Cover image for Look whooo's counting
Look whooo's counting
MacDonald, Suse.
Personal Author:
Publication Information:
New York : Scholastic, 2000.
Physical Description:
1 volume (unpaged) : color illustrations ; 25 x 27 cm
The reader is asked to find numbers that are transformed into animal shapes and hidden in the illustrations.
Reading Level:
AD 410 Lexile.
Program Information:
Accelerated Reader AR LG 1.7 0.5 55039.

Reading Counts RC K-2 2.9 1 Quiz: 22076 Guided reading level: G.
Format :


Call Number
Material Type
Home Location
Central Library PIC.BK. Juvenile Fiction Childrens Area-A-B-C 1-2-3 Books
Collins Library PIC.BK. Juvenile Fiction Picture Books
Hamburg Library PIC.BK. Juvenile Fiction A-B-C- 1-2-3 Books
Lancaster Library PIC BK. Juvenile Fiction A-B-C- 1-2-3 Books
Julia Boyer Reinstein Library PIC.BK. Juvenile Fiction A-B-C- 1-2-3 Books

On Order



In this stunning picture book, wise old Owl journeys back to the night when she first learned to count to ten. On that night she discovered that number shapes are hidden everywhere -- in the graceful cranes, the big-horned sheep, and even in the spider's web. Children will delight in this luminous search-and-find counting book!

Reviews 3

Booklist Review

Ages 3^-6. "When Owl was young, she could not count. Flying through the sky one night, she learned." In striking collage illustrations, MacDonald shows an owl sweeping through the night sky above an increasing number of creatures: one prairie dog, two field mice, and so on. The pleasure for kids will come in finding the numbers formed from each animal's body--curled sheep horns form the number six; a crooked bat wing makes a seven. As children progress through the book, they can keep count of the numbers already learned by following the numerically shaped feathers under the owl's wings. A final double-page review shows the owl, with wings outstretched, numbers below, and encouraging text: "Count from 1 to 10 with wise old owl. Now look who's counting!" Spare and atmospheric, the beautiful spreads extend the counting lesson into a journey through a mysterious, evening landscape, under a glowing moon. --Gillian Engberg

Publisher's Weekly Review

Young Owl takes a sunset-to-dawn census of her habitat one nightÄand learns to count in the process. As she enumerates "1 prairie dog sitting on a hill," "2 mice in the field," and so on, something magical happens: the animals and insects bear an uncanny resemblance to individual numerals, as do her own feathers. When Owl counts "8 spiders in a web," for example, the bodies of the octet of insects look just like the numeral eight, while Owl's underfeathers form the numerals one through eight. (A few of the examples are a stretch, including the moths' wings formed like the numeral four or the bats' numeral seven-shaped right wings.) By book's end, Owl's entire wingspan is made up of the numerals one through 10. MacDonald (Alphabatics) keeps her text spare, so the sheer inventiveness of her cut-paper illustrations takes center stage. Her Owl (whose stylized anatomy may remind children of puzzle pieces) swoops and soars through the full-bleed spreads, her wings taking on almost balletic aspects as she flies over moonlit fields and shimmering water and through the ever-changing night sky. Young audiences should have a fine time plumbing the subtle beauty and humor in MacDonald's richly textured landscapes. Ages 3-8. (Oct.) (c) Copyright PWxyz, LLC. All rights reserved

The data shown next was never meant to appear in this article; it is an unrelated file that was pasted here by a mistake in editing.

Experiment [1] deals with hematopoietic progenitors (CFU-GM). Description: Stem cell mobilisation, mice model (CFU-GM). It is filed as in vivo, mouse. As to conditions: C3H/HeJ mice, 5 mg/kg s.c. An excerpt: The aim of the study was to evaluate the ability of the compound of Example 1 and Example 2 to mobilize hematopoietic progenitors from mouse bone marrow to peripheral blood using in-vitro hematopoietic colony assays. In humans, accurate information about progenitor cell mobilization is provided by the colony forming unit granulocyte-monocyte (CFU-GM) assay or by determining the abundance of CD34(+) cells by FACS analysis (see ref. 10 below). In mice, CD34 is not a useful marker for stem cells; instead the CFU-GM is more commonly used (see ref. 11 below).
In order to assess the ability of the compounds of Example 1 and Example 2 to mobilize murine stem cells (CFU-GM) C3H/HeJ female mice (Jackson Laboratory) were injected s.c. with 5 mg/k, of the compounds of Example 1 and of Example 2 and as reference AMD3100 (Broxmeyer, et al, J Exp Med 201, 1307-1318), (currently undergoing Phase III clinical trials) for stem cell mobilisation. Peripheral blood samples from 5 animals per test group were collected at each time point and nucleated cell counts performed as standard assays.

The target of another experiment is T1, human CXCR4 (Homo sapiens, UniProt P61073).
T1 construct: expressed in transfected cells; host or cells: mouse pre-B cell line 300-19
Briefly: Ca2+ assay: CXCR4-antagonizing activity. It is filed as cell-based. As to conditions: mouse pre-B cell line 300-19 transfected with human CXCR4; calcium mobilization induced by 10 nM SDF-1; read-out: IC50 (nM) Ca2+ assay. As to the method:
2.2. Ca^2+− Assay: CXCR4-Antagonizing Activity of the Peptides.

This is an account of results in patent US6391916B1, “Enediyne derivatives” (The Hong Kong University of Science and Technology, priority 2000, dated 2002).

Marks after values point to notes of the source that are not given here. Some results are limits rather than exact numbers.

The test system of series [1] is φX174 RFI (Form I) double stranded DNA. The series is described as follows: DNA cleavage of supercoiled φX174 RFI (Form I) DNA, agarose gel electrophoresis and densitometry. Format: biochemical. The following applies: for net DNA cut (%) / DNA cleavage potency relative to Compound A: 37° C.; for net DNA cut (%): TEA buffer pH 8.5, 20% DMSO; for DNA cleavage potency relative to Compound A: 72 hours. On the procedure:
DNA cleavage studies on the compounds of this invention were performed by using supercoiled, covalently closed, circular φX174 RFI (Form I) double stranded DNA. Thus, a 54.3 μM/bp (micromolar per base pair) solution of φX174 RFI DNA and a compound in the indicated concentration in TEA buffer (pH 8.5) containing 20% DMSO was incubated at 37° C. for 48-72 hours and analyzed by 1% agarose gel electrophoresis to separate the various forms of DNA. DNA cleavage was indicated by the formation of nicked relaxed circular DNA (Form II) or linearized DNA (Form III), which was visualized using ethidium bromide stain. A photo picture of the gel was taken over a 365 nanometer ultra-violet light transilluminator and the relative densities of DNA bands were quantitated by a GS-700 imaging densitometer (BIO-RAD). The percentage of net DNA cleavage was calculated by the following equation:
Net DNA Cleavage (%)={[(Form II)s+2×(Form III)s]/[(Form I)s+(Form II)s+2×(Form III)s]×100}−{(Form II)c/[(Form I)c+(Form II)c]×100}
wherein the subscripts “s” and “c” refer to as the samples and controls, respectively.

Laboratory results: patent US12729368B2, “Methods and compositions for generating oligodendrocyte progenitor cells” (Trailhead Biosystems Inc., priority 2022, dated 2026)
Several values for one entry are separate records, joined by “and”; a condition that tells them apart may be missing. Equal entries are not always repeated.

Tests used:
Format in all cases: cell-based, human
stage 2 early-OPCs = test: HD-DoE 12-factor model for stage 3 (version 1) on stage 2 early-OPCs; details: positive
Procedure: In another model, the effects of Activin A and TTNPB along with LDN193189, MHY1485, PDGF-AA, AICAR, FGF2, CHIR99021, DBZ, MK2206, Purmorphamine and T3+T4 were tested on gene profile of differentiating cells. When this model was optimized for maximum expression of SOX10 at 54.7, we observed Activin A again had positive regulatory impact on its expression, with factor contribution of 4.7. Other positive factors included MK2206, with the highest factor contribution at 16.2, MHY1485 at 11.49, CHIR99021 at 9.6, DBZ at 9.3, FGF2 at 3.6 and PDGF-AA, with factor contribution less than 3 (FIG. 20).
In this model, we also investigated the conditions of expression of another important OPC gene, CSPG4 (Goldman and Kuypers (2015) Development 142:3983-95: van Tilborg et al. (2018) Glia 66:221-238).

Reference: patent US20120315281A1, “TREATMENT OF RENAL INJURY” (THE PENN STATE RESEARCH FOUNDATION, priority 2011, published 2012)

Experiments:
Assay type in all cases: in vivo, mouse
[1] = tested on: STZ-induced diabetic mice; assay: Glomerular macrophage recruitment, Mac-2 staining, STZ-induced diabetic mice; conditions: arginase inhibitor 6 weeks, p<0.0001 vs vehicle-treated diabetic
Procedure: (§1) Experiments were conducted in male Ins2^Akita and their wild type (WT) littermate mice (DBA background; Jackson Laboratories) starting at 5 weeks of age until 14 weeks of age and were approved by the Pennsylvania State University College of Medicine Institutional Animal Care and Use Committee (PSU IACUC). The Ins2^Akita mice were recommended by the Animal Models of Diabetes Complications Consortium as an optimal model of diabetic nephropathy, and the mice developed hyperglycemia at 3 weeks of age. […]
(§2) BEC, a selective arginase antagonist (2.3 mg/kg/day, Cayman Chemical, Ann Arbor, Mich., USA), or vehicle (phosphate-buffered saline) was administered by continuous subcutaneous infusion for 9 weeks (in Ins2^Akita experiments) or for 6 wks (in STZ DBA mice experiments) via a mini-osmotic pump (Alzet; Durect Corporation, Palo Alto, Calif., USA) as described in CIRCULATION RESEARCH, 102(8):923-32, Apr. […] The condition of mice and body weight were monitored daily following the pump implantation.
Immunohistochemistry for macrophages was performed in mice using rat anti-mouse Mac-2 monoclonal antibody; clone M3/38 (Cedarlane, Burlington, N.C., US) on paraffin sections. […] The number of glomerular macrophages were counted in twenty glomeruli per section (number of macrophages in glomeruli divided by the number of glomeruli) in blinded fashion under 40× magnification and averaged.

School Library Journal Review

PreS-K-A young owl flies through the pages of this book and sees in the moonlit landscape a way to learn to count from 1 to 10. Each turn of the page reveals a group of animals whose shape matches the contour of a number: the curving tails of two mice form two 2s, the graceful silhouettes of five cranes form 5s, the bowed horns of the six big-horned sheep form 6s, and so on. The owl's body is created with a few brown-paper pieces in a simple mosaic. As each double-page spread introduces a new number, that number appears in a feathery row along her wings. Small children will enjoy looking for the pattern and relationship of shape to number. Each concept is shown reinforced several times: as a boldly colored numeral in one sentence, in order as the numbers are added in another, as a part of an animal, and in the owl's wings. Each number is also shown as a group of animals to count. The lines of the cut-paper and paint illustrations are simple enough so that what the owl sees can be seen clearly by children. As the numbers progress, the sky darkens, until the last page, which shows bright narcissus flowers holding 10 snails in the early morning light. This is an owlishly clever approach to counting and looking at number shapes, with plenty to talk about with children just learning to enumerate and to recognize numbers.-Kathie Meizner, Montgomery County Public Libraries, Chevy Chase, MD (c) Copyright 2010. Library Journals LLC, a wholly owned subsidiary of Media Source, Inc. No redistribution permitted.

Google Preview